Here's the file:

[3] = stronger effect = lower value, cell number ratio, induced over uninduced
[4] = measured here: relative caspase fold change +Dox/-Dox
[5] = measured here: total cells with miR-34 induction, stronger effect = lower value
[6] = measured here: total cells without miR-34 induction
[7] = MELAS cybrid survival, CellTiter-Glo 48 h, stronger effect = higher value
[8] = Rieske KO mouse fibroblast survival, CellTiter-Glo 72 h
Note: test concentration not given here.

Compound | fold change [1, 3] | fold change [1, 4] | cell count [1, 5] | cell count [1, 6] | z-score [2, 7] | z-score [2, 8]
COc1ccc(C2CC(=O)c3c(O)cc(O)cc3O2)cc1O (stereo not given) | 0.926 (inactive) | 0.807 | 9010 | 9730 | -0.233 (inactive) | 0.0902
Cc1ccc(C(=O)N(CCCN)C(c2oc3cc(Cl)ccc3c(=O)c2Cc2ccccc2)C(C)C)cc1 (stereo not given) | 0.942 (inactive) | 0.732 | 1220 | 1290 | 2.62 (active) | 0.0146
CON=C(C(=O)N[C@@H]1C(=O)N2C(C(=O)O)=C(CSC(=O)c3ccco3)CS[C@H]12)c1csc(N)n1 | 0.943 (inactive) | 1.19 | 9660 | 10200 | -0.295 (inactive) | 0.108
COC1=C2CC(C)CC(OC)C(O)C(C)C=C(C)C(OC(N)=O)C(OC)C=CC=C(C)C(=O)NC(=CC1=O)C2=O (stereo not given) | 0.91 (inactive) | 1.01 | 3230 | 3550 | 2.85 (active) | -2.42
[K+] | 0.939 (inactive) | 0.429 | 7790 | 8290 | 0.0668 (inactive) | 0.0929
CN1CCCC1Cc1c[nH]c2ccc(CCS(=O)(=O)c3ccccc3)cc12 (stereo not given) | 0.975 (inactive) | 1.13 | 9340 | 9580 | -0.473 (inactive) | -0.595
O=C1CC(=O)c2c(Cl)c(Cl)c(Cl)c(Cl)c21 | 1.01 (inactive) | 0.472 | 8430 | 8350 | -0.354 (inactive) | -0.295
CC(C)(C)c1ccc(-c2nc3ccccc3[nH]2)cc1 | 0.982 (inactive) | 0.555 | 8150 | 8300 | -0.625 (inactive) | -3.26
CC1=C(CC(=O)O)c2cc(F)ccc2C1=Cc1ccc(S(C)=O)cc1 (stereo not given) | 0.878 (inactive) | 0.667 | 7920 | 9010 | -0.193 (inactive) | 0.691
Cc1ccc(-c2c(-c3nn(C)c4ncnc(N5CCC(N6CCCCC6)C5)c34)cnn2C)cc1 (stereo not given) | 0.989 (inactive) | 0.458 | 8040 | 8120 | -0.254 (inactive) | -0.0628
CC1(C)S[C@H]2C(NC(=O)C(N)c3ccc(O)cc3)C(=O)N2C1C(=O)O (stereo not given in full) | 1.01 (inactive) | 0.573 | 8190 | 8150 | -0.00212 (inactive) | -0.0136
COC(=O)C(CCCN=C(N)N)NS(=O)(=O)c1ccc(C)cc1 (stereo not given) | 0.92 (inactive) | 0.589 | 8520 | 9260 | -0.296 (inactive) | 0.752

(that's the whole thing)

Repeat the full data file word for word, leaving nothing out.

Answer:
[3] = stronger effect = lower value, cell number ratio, induced over uninduced
[4] = measured here: relative caspase fold change +Dox/-Dox
[5] = measured here: total cells with miR-34 induction, stronger effect = lower value
[6] = measured here: total cells without miR-34 induction
[7] = MELAS cybrid survival, CellTiter-Glo 48 h, stronger effect = higher value
[8] = Rieske KO mouse fibroblast survival, CellTiter-Glo 72 h
Note: test concentration not given here.

Compound | fold change [1, 3] | fold change [1, 4] | cell count [1, 5] | cell count [1, 6] | z-score [2, 7] | z-score [2, 8]
COc1ccc(C2CC(=O)c3c(O)cc(O)cc3O2)cc1O (stereo not given) | 0.926 (inactive) | 0.807 | 9010 | 9730 | -0.233 (inactive) | 0.0902
Cc1ccc(C(=O)N(CCCN)C(c2oc3cc(Cl)ccc3c(=O)c2Cc2ccccc2)C(C)C)cc1 (stereo not given) | 0.942 (inactive) | 0.732 | 1220 | 1290 | 2.62 (active) | 0.0146
CON=C(C(=O)N[C@@H]1C(=O)N2C(C(=O)O)=C(CSC(=O)c3ccco3)CS[C@H]12)c1csc(N)n1 | 0.943 (inactive) | 1.19 | 9660 | 10200 | -0.295 (inactive) | 0.108
COC1=C2CC(C)CC(OC)C(O)C(C)C=C(C)C(OC(N)=O)C(OC)C=CC=C(C)C(=O)NC(=CC1=O)C2=O (stereo not given) | 0.91 (inactive) | 1.01 | 3230 | 3550 | 2.85 (active) | -2.42
[K+] | 0.939 (inactive) | 0.429 | 7790 | 8290 | 0.0668 (inactive) | 0.0929
CN1CCCC1Cc1c[nH]c2ccc(CCS(=O)(=O)c3ccccc3)cc12 (stereo not given) | 0.975 (inactive) | 1.13 | 9340 | 9580 | -0.473 (inactive) | -0.595
O=C1CC(=O)c2c(Cl)c(Cl)c(Cl)c(Cl)c21 | 1.01 (inactive) | 0.472 | 8430 | 8350 | -0.354 (inactive) | -0.295
CC(C)(C)c1ccc(-c2nc3ccccc3[nH]2)cc1 | 0.982 (inactive) | 0.555 | 8150 | 8300 | -0.625 (inactive) | -3.26
CC1=C(CC(=O)O)c2cc(F)ccc2C1=Cc1ccc(S(C)=O)cc1 (stereo not given) | 0.878 (inactive) | 0.667 | 7920 | 9010 | -0.193 (inactive) | 0.691
Cc1ccc(-c2c(-c3nn(C)c4ncnc(N5CCC(N6CCCCC6)C5)c34)cnn2C)cc1 (stereo not given) | 0.989 (inactive) | 0.458 | 8040 | 8120 | -0.254 (inactive) | -0.0628
CC1(C)S[C@H]2C(NC(=O)C(N)c3ccc(O)cc3)C(=O)N2C1C(=O)O (stereo not given in full) | 1.01 (inactive) | 0.573 | 8190 | 8150 | -0.00212 (inactive) | -0.0136
COC(=O)C(CCCN=C(N)N)NS(=O)(=O)c1ccc(C)cc1 (stereo not given) | 0.92 (inactive) | 0.589 | 8520 | 9260 | -0.296 (inactive) | 0.752